Torture in Guantánamo: Spain closes investigations into “Bush Six”

USA – Guantánamo – Spain

In March 2009, ECCHR partner lawyer Gonzalo Boye filed a criminal complaint against six former US officials of the Bush administration, among them former government lawyers John Yoo and Jay Bybee. The aim: to ensure the so-called “Bush Six” are held accountable for breaches of international law. They are accused of having aided and abetted crimes of torture, cruel, inhuman or degrading treatment and grave breaches of the Geneva Conventions of 1949.

In the proceedings, ECCHR represents German citizen Murat Kurnaz, who was detained and tortured in Guantánamo from 2002 to 2006. The Center for Constitutional Rights (CCR) in New York also supports the case.


The principle of universal jurisdiction was part of Spanish law until 2014. A law reform in that year, however, means that the Spanish judiciary can now prosecute international crimes only if the perpetrators are Spanish citizens or live in Spain. After six years of criminal investigations, Spain’s National Court therefore decided in July 2015 to close the investigations into US torture in Guantánamo.

The subsequent complaint submitted by ECCHR and CCR to the Spanish constitutional court was rejected in March 2019. In its decision, which is final, the court ignored evidence that indicated the involvement of Spanish suspects. With this decision, Spain has missed its opportunity to take a leading role in the fight against US torture. The “Bush Six” have never faced legal proceedings for their actions. The options of filing a complaint to the European Court of Human Rights and the UN are now being explored.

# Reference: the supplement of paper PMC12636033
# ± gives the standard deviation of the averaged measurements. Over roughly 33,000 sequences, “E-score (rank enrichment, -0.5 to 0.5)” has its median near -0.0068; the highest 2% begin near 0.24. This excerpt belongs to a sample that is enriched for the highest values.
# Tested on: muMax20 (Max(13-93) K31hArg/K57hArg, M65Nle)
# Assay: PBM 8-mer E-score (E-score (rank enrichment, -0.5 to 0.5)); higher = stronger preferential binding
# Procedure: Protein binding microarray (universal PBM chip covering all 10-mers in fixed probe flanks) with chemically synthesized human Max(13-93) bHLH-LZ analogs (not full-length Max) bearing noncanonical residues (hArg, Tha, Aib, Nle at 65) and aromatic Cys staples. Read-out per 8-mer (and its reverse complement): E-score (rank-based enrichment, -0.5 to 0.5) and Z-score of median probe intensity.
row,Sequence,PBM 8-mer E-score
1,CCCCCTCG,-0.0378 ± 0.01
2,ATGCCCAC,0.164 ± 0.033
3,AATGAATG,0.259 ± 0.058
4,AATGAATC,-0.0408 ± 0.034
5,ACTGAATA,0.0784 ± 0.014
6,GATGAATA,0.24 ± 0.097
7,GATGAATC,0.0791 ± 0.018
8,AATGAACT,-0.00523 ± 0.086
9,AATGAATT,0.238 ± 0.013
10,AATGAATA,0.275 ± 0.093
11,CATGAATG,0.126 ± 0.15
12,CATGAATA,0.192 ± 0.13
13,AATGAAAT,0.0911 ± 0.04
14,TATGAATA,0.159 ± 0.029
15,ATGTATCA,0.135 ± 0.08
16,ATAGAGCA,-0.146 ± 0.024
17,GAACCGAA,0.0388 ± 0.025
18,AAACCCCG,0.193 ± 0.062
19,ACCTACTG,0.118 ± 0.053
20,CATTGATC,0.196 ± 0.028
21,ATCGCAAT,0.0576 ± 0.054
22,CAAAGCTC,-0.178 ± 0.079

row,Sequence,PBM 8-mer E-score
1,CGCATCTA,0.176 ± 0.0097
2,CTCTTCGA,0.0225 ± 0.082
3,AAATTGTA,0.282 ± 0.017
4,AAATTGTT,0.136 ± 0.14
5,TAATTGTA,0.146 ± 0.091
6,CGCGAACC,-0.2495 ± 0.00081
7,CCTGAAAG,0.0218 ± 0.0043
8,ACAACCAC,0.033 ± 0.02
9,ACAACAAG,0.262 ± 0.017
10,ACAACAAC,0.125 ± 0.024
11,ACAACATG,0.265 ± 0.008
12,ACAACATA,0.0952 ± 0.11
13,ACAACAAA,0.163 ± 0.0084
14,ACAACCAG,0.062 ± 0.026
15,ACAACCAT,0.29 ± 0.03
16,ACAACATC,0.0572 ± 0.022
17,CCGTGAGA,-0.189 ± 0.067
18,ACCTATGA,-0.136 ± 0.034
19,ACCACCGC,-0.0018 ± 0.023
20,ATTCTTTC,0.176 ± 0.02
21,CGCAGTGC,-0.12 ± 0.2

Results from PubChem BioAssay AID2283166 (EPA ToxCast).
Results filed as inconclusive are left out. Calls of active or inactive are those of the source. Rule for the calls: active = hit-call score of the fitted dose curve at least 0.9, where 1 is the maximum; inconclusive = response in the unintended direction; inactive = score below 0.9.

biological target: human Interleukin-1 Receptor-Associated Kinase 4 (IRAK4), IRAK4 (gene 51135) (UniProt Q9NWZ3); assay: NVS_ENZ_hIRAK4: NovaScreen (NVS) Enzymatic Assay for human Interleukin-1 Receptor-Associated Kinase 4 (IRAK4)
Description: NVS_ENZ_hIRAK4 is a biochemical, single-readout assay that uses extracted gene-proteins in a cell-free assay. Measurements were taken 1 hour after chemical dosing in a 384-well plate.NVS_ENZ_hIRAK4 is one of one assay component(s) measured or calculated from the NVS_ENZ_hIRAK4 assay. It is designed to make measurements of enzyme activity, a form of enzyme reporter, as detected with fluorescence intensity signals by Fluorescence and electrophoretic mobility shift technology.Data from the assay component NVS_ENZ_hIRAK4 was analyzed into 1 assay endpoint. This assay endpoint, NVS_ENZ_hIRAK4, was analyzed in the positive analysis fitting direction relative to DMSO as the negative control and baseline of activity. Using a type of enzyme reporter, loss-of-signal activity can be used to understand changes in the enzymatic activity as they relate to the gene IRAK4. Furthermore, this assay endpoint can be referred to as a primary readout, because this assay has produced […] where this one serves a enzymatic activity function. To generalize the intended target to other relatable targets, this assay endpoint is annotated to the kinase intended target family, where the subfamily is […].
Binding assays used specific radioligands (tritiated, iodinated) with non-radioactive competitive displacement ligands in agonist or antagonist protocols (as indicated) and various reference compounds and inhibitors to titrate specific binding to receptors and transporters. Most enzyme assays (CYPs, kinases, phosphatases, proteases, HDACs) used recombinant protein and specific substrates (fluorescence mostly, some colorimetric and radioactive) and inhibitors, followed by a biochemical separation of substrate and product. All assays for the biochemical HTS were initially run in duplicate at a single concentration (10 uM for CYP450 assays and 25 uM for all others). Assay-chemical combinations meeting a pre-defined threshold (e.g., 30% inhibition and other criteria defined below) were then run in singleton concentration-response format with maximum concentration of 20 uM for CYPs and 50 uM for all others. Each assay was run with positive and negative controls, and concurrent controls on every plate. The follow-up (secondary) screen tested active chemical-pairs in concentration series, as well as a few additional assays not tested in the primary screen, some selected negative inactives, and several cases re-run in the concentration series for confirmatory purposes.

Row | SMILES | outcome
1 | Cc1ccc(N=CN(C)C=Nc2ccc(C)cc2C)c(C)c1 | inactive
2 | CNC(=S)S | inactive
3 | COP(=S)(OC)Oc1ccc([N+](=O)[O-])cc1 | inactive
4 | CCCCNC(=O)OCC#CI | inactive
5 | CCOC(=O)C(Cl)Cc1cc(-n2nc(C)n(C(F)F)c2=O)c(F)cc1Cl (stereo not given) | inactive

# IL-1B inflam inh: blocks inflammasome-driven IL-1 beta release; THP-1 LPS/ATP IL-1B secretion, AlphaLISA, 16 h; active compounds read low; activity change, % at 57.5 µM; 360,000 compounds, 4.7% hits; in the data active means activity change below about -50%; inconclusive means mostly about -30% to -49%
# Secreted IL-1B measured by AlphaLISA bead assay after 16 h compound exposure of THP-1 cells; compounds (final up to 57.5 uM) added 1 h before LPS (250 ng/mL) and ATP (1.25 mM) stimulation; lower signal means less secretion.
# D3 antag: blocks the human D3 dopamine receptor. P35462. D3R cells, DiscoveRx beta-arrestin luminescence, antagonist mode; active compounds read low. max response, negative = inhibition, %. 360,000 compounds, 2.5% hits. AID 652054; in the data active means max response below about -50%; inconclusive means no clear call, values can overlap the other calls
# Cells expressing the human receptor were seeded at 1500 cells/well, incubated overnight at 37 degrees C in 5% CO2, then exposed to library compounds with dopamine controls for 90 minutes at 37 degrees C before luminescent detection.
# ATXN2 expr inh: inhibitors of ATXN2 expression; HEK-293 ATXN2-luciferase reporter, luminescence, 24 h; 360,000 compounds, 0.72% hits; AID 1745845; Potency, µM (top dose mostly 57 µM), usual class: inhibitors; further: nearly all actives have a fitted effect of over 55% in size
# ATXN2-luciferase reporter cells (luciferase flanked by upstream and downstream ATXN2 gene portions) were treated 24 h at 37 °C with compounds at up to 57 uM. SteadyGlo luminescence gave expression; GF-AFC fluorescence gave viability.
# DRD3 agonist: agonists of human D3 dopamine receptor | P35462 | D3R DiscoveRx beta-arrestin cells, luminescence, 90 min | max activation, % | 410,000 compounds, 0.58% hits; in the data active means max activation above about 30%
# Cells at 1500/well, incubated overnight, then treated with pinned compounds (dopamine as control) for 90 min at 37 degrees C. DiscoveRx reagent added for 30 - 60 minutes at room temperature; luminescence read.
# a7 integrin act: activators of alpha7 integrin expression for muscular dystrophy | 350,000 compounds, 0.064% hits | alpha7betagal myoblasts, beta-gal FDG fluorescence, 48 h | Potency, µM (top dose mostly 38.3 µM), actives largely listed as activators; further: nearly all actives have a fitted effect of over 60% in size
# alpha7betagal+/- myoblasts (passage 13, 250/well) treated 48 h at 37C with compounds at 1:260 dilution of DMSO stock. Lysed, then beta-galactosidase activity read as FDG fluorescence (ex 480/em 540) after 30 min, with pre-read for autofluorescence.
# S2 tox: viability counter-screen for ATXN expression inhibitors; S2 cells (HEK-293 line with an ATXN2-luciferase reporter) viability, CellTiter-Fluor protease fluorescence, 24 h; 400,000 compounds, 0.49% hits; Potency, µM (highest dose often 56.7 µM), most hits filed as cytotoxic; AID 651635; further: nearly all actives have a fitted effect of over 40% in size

The absolute prohibition of torture is one of the central and universally applicable norms of international law. Since 2001, the US has ignored this fundamental principle in its counter-terrorism operations and has kidnapped and tortured persons suspected of involvement in terrorism.

The “Bush Six” played a crucial role in this violation of the fundamental prohibition of torture. The complaint filed against them in Spain detailed how the six officials paved the way for the systematic torture in in Guantánamo and Iraq by seeking to provide legal justification for the use of torture methods.


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The "Bush Six", as the six US officials became known, includes David Addington (former Counsel to, and Chief of Staff for the former Vice President Dick Cheney); Jay Bybee (former Assistant Attorney General, Office of Legal Counsel, Department of Justice); Douglas Feith (former Under Secretary of Defense for Policy at the Department of Defense); Alberto Gonzales (former Counsel to President George W. Bush, former US Attorney General); William J. Haynes (former General Counsel at the Department of Defense) and John Yoo (former Deputy Assistant Attorney General at the Office of Legal Counsel within the Department of Justice).

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Amicus curiae brief

An amicus curiae brief is a submission to a court setting out a legal position.

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The law is clear: torture is prohibited under any circumstances. Whoever commits, orders or approves acts of torture should be prosecuted. This is set out in the UN Convention against Torture which has been ratified by 146 states.

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